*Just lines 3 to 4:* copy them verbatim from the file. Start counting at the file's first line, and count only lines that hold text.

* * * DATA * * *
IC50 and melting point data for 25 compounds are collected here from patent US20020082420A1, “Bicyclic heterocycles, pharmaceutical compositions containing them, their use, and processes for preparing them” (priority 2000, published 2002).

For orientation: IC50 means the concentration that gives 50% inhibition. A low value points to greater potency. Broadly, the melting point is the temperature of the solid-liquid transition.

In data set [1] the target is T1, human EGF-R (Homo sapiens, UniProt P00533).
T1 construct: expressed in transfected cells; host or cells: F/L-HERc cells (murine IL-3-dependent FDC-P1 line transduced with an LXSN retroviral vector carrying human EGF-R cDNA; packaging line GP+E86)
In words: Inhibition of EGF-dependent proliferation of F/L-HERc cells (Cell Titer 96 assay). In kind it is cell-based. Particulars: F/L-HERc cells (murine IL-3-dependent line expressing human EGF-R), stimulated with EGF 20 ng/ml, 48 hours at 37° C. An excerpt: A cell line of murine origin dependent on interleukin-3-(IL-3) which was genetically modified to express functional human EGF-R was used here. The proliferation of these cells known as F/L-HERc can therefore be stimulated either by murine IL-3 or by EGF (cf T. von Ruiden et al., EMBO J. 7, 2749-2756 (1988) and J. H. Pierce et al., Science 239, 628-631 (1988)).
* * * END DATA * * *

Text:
In data set [1] the target is T1, human EGF-R (Homo sapiens, UniProt P00533).
T1 construct: expressed in transfected cells; host or cells: F/L-HERc cells (murine IL-3-dependent FDC-P1 line transduced with an LXSN retroviral vector carrying human EGF-R cDNA; packaging line GP+E86)